A joint venture between French and Spanish companies has been given a contract to run rail services in Wales.
Keolis/Amey was awarded the 15-year contract ahead of Hong Kong-based MTR.
Arriva, which has been operating the franchise for 15 years, pulled out of the bidding last year.
A statement by the Welsh Government said: “Final tenders were received from three companies in December 2017.
“One of those tenders was subsequently withdrawn and the two remaining bids were evaluated, with each bid being assessed for its quality, robustness and ability to deliver on the Welsh Government’s policy priorities, as set out in ‘Rail Services for the Future’.
“Throughout the procurement process we have prioritised investment in the quality of trains, stations and services for the Wales and Borders Rail Service and South Wales Metro.”
Rail, Maritime and Transport union general secretary Mick Cash said: “RMT policy is for a national integrated railway under public ownership, and the Welsh Government has made it clear that this is their aspiration as well if they did not have to work under the pro-privatisation legislative straitjacket imposed by the UK Government.
“The fact that rail privatisation is being enforced on the people of Wales by Whitehall is even more galling when the Tories have been forced to nationalise East Coast and the Westminster cross-party Public Accounts Committee have said the rail franchising model is broken.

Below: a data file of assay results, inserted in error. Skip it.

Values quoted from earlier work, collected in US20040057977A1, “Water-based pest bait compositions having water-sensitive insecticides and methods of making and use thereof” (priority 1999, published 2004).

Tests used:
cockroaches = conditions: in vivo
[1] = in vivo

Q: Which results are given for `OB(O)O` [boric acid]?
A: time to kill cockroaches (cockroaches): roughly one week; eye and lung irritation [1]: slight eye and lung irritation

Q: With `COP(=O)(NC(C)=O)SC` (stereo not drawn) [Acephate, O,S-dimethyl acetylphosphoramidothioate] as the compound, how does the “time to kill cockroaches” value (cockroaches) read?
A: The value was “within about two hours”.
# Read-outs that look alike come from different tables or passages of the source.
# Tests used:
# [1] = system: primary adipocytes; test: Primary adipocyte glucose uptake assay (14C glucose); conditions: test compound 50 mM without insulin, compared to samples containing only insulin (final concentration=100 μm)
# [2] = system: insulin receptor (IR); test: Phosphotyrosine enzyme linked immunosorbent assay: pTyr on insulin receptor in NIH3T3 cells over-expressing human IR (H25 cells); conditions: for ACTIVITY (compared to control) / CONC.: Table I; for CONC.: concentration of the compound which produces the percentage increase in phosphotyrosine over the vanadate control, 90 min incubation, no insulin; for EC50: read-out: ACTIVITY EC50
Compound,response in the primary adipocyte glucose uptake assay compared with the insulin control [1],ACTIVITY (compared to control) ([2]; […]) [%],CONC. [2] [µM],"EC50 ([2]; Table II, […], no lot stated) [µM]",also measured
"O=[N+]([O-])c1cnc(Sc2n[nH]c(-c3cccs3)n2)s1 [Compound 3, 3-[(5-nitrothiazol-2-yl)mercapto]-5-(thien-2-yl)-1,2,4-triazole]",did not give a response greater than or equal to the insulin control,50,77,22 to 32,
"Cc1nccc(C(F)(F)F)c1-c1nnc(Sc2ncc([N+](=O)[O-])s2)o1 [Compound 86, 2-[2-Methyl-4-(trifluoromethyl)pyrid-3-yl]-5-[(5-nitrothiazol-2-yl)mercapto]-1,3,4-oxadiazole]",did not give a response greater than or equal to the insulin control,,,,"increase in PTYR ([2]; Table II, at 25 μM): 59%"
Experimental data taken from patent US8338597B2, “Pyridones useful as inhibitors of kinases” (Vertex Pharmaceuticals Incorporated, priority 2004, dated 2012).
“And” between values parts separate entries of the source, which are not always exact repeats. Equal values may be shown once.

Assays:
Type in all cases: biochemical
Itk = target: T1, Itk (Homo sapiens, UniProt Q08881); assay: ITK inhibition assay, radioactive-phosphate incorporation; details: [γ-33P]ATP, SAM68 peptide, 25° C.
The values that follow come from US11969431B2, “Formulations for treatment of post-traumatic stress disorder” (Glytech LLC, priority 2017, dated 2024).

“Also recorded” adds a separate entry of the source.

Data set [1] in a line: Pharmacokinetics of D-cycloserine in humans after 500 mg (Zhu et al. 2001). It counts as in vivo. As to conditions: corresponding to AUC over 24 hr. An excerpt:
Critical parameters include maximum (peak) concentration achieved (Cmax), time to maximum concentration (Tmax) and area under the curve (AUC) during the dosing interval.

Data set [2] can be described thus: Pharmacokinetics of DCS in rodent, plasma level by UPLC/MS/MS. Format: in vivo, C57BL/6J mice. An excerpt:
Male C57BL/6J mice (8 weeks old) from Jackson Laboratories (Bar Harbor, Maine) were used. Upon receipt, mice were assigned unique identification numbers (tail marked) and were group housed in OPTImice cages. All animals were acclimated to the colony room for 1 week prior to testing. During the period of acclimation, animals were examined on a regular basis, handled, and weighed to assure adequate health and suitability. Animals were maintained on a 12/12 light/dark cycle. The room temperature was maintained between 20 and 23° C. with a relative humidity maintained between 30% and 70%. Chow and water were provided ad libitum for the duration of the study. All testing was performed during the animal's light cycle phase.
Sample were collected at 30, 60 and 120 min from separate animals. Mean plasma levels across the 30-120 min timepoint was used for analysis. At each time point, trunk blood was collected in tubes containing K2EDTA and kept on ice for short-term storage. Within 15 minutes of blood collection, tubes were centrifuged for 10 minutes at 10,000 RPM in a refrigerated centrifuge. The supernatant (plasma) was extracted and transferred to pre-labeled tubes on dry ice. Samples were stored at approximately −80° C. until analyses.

“However, RMT welcomes the fact that despite these constraints the Welsh Government has committed to keep a guard on every train alongside other commitments to work with RMT to protect jobs and conditions of rail workers in Wales.”
The move continues the awarding of contracts to run rail services in the UK by foreign firms, often state owned.
Keolis is three-quarters owned by French state railway SNCF.
Keolis/Amey already runs the Docklands Light Railway in London and the Manchester Metrolink.
Keolis also runs Nottingham’s trams.
The new contract starts in October.
Jeremy Long, chief executive of European business at the MTR Corporation, said: “Congratulations to Keolis/Amey, we wish them every success with the franchise.
“MTR is very disappointed not to have been chosen to run the Wales and Borders franchise, and not to have the opportunity to bring our proven record of providing excellent passenger service, and of successfully delivering railway infrastructure, for the benefit of passengers and the wider community in Wales.”
Manuel Cortes, general secretary of the Transport Salaried Staffs Association, said: “Instead of the Welsh taxpayers subsidising the the railways of Berlin and Bonn, they’ll be contributing to the railways of Paris and Provence.
“This is not a good deal for the future of rail in Wales and this announcement shows that for all the talk of devolution and taking back control, when it comes to rail infrastructure, it’s all just hot air.
“In the interests of corporate transparency, the Welsh government should have issued this morning’s press release on the proposed new franchise holders in French and Spanish as well as English and Welsh.
“What a wasted opportunity by the Welsh Assembly not to have sought public ownership of this franchise or at the very least, a not-for-profit operator.
“But madder still is that the Spanish and the French can follow in the tracks of the German government-owned Arriva and run trains in Wales but not the Welsh government.”